• Why cops should trust the wisdom of the crowds | New Scientist: The “unruly mob” concept is usually taken as read and used as the basis for crowd control measures and evacuation procedures across the world. Yet it is almost entirely a myth.

Links for 11 March 2009 through 18 March 2009

Stilgherrian’s links for 11 March 2009 through 18 March 2009, posted after considerable delay in some cases:

Rudd hampers police child-protection efforts

If you really wanted to protect children from sexual abuse, why would you take money away from the very people who could best stop it? Better ask Kevin Rudd, because that’s exactly what he’s done.

$2.8 million, which the Howard government allocated to expand the Australian Federal Police’s Online Child Sexual Exploitation Team (OCSET), was instead used by Rudd to help create Conroy’s $44.5 million Rabbit-Proof Firewall.

That’s a shame, because OCSET’s entire annual budget in 2007 was only $7.5 million. Without that money, OCSET simply doesn’t have the staff to investigate all of the suspected pedophiles it already knows about. Some cases get palmed off to the states — that is, to police who don’t have the specialist training and experience of OCSET. The rest…?

“Only half are likely to be investigated by child protection police,” reported the Daily Telegraph. “The rest will be farmed out to local commands or dropped”.

What a great way to “protect the children”, eh? Take money from the police, where it’d do some good, and burn it on a poorly-defined Internet filtering project. Anyone who knows anything about IT will tell you the same thing: without clearly-defined goals up front, you will go over budget, over schedule and in all likelihood, your project will never be completed.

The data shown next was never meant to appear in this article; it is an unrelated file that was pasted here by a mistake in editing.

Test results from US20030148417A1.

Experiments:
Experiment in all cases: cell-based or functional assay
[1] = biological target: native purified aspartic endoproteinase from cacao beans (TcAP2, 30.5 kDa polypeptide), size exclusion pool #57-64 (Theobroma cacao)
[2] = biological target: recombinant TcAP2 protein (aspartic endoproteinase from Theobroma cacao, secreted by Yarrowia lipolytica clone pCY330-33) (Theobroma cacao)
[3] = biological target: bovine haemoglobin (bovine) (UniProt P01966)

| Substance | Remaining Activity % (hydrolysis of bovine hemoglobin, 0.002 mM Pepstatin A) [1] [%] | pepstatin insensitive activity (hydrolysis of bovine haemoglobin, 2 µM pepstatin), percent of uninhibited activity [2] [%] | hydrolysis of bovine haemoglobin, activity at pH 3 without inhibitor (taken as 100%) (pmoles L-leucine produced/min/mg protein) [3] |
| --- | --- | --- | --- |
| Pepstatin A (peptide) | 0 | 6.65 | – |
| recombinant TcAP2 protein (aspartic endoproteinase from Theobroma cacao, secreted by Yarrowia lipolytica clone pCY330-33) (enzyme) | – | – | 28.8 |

[This article is based on material which first appeared in my subscriber-only Crikey piece Another nail in the coffin of Conroy’s Rabbit-Proof Firewall on 15 January 2008 2009, and would not have been possible without Irene Graham’s superb research at Libertus.net. Another part of it, with some fascinating discussion in the comments, is over here.]

Links for 15 September 2008 through 19 September 2008

Stilgherrian’s links for 15 September 2008 through 19 September 2008, wrapped in a nice green ribbon and love:

Links for 10 August 2008

Here are the web links I’ve found for 10 August 2008, posted automatically with cheese and onions.

Found Art: The Suspect’s Property

The Suspect's Property

A new semi-regular feature, Gentle Readers. Found Art. Objects which I’ve stumbled across in the street.

Today, a Returned Property Docket from the NSW Police Service. It records in detail (and fairly poor typing) exactly what was being carried by S– when he was detained at the Newtown police station, and which was subsequently returned at 2.24am on a Saturday morning.

A life, in summary.

Don’t worry, S–, I’ve shredded the original. Though if you were concerned about your privacy you wouldn’t have thrown it into the street.